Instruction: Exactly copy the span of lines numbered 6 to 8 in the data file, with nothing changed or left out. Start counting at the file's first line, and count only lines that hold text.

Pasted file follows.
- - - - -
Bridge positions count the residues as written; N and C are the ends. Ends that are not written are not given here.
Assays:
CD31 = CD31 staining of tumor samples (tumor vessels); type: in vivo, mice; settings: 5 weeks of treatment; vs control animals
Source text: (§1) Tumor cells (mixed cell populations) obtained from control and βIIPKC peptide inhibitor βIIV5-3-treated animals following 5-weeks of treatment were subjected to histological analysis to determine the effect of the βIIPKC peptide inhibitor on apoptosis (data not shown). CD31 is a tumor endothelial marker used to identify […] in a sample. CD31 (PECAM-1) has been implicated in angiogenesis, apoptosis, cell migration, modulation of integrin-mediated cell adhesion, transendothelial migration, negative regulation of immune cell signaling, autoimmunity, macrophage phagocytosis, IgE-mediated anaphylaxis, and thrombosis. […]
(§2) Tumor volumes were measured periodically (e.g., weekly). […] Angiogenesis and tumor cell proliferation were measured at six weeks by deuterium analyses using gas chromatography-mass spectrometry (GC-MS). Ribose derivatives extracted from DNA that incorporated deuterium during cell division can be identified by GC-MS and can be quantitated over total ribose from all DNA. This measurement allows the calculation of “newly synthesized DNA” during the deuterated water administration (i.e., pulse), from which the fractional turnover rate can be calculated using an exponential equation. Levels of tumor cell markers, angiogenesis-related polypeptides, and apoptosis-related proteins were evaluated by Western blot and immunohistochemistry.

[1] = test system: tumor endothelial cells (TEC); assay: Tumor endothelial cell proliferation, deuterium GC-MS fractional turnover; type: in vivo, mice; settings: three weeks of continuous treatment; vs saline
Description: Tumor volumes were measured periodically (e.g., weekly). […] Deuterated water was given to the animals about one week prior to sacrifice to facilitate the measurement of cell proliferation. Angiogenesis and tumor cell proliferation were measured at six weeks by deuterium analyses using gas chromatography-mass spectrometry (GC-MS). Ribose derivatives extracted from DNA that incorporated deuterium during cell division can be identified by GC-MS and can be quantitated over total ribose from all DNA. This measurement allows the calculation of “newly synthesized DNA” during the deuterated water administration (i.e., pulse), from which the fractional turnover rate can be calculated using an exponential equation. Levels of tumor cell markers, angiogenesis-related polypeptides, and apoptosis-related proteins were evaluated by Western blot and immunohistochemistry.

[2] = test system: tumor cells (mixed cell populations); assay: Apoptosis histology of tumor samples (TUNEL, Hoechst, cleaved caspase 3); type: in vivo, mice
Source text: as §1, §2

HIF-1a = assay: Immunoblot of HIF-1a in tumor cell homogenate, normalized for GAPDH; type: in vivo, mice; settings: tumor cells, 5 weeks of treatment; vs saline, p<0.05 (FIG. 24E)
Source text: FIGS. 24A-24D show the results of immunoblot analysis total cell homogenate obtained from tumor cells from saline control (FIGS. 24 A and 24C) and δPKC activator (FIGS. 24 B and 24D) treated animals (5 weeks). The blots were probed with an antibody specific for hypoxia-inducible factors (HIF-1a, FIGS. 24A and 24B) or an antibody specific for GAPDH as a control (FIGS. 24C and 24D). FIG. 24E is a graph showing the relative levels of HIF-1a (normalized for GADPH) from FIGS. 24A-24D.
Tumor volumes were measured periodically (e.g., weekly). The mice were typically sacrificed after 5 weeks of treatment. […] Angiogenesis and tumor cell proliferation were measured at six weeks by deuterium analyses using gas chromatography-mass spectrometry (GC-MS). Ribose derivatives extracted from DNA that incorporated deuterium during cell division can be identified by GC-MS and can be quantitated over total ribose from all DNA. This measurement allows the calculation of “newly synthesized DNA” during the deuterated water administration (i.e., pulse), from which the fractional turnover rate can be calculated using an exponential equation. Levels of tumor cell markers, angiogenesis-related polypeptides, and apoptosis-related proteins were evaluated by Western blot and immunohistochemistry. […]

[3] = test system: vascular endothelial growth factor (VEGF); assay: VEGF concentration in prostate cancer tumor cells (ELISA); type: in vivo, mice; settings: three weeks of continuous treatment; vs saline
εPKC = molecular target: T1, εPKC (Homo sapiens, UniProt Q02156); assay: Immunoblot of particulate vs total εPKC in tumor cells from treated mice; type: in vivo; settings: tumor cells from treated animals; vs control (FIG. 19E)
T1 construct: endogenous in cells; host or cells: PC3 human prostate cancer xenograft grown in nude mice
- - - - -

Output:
[1] = test system: tumor endothelial cells (TEC); assay: Tumor endothelial cell proliferation, deuterium GC-MS fractional turnover; type: in vivo, mice; settings: three weeks of continuous treatment; vs saline
Description: Tumor volumes were measured periodically (e.g., weekly). […] Deuterated water was given to the animals about one week prior to sacrifice to facilitate the measurement of cell proliferation. Angiogenesis and tumor cell proliferation were measured at six weeks by deuterium analyses using gas chromatography-mass spectrometry (GC-MS). Ribose derivatives extracted from DNA that incorporated deuterium during cell division can be identified by GC-MS and can be quantitated over total ribose from all DNA. This measurement allows the calculation of “newly synthesized DNA” during the deuterated water administration (i.e., pulse), from which the fractional turnover rate can be calculated using an exponential equation. Levels of tumor cell markers, angiogenesis-related polypeptides, and apoptosis-related proteins were evaluated by Western blot and immunohistochemistry.

[2] = test system: tumor cells (mixed cell populations); assay: Apoptosis histology of tumor samples (TUNEL, Hoechst, cleaved caspase 3); type: in vivo, mice